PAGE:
Little Red Riding Hood may be commonly depicted as pale-skinned and blonde but she has distant relatives in Africa and Asia, research has shown.
Scientists traced the folk tale's evolutionary tree and found links with similar stories as far away as China, Japan and Korea.
Just as humans and chimpanzees share an ancient ancestor, all these tales arose from a common source, experts believe.
Some 1,000 years later the wolf was still cast in the role of the villain, but the nanny goat was transformed into Red Riding Hood's grandmother.
Other branches of the story led to Red Riding Hood variants in Africa and Asia, where the wolf is replaced by an ogre or tiger.
Scientists followed the trail of Little Red Riding Hood using techniques normally used by biologists to group together closely related organisms and place them on a "tree of life" mapping their evolution.
They subjected 58 stories to the process, known as phylogenetic analysis.
The researchers focused on 72 plot variables, such as the characters of the protagonist and villain, the tricks used by the villain to deceive the victim, and whether the victim is eaten, escapes or is rescued.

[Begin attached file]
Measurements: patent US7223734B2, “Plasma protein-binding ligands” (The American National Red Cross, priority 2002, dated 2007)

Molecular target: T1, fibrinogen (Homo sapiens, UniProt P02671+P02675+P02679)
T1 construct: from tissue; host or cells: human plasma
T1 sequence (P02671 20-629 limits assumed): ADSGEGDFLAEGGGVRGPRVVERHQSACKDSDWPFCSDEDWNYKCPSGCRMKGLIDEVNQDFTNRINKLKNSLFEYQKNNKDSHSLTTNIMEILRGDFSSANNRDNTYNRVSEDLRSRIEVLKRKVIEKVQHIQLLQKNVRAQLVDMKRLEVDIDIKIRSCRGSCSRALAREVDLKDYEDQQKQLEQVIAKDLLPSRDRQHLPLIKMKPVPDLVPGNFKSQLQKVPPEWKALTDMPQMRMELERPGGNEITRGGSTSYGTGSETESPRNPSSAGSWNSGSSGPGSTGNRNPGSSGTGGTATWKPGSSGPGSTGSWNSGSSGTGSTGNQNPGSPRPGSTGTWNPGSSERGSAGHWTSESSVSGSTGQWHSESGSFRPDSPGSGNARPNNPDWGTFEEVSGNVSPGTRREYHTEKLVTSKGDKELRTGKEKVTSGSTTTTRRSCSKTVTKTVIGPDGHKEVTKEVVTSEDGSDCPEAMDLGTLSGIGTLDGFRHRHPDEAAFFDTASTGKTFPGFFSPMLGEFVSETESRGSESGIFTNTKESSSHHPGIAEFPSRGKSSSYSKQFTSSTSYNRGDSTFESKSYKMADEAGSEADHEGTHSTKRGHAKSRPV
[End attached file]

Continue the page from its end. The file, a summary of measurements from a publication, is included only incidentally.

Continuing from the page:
Anthropologist Dr Jamie Tehrani, from the University of Durham, who led the study, said: "My research cracks a long-standing mystery. The African tales turn out to be descended from The Wolf and the Kids but over time, they have evolved to become like Little Red Riding Hood, which is also likely to be descended from The Wolf and the Kids.
"This is rather like a biologist showing that humans and other apes share a common ancestor but have evolved into distinct species."
He added: "There is a popular theory that an archaic, ancestral version of Little Red Riding Hood originated in Chinese oral tradition. It is claimed the tale spread west, along the Silk Route, and gave rise to both The Wolf and the Kids and the modern version of Little Red Riding Hood. My analysis demonstrates that in fact the Chinese version is derived from European oral traditions, and not vice versa."
The Chinese blended together Little Red Riding Hood, the Wolf and the Kids, and local folk tales to create a new hybrid story featuring a tiger, he said.
This tale was first written down by the Chinese poet Huang Zhing. Dr Tehrani said it was significant that he was a contemporary of Charles Perrault, the 17th century Frenchman whose version of Little Red Riding Hood formed the basis of the familiar Brothers Grimm tale. Perrault's story was itself derived from a n older oral tradition of in France, Austria and northern Italy.
"This implies that the Chinese version is not derived from literary versions of Little Red Riding Hood but from the older, oral version, with which it shares crucial similarities. It is therefore understandable that previous scholars have assumed it to be ancestral to the European tale - but actually it's the other way around," said Dr Tehrani, whose findings appear in the online journal Public Library of Science ONE.
He is now applying phylogenetics to other folk stories. Dr Tehrani believes his research could shed light on the migration patterns of humans in ancient times.